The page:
This splits the probe pulse into two spectrally distinct longer duration probe pulses with opposite phases. Due to the instantaneous and equal nonresonant response, the NRBs generated from the two probes destructively interfere to cancel each other. However, a small NRB leakage from the polarizer can still be observed. By taking the difference of the acquired spectra and after a suitable normalization, implementing the double quadrature spectral interferometry DQSI method, it was possible to retrieve the pure real and imaginary resonant CARS signals upon changing the phase of the narrowband probe pulse.
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By recording two spectra at slightly different notch positions, spectrally separated by the notch width, and taking their difference normalized to the nonresonant spectrum, multiplex Raman spectra were retrieved. Additionally, polarization shaping was applied to make the two pulses orthogonally polarized. The two shaped pulses, the main pulse and the reference pulse, are sent to the sample and the reflected pulses are separated by a dichroic beam splitter into blue and red parts and sent to fast photodetectors. As a consequence of the Raman process within the main pulse, the blue part experiences SRL and the red part SRG, while the reference pulse is unaltered.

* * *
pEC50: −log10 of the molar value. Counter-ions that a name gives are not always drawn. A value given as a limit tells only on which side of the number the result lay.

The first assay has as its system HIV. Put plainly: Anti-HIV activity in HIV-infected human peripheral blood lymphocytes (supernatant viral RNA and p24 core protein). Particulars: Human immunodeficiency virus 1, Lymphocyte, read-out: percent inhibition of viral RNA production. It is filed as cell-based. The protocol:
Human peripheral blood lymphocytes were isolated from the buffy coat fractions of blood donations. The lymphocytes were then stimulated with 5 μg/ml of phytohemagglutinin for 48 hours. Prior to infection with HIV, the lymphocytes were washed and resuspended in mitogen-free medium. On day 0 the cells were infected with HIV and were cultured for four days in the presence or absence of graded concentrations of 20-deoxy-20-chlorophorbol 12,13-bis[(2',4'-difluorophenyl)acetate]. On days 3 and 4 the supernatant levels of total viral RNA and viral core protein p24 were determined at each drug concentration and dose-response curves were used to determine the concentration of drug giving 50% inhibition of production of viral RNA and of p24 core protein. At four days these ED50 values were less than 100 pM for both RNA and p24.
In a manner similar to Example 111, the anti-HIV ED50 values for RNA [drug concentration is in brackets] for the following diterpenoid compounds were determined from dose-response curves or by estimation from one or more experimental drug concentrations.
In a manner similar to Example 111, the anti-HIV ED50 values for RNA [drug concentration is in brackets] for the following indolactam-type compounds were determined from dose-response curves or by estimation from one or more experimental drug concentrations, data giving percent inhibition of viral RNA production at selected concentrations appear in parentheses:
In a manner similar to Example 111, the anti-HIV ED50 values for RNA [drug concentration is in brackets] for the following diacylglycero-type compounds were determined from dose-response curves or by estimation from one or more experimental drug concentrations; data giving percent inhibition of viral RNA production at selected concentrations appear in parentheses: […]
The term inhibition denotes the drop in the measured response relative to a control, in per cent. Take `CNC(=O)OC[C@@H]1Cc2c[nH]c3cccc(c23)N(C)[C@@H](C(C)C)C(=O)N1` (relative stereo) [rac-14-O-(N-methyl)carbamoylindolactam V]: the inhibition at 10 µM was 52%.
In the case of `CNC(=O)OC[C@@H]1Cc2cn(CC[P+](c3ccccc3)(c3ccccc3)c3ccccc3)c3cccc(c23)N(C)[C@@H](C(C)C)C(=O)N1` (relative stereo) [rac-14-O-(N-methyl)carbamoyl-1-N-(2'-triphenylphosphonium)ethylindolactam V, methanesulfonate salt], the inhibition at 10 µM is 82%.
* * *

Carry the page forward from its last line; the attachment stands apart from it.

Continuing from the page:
The pulses are sent to a Michelson interferometer, producing two collinear replicas with variable delay which are focused on the sample by a microscope objective. The CARS signal is detected in the forward direction, collected by a second objective and focused on a photomultiplier followed by a data acquisition card. This enables to amplify the CARS signal by almost two orders of magnitude.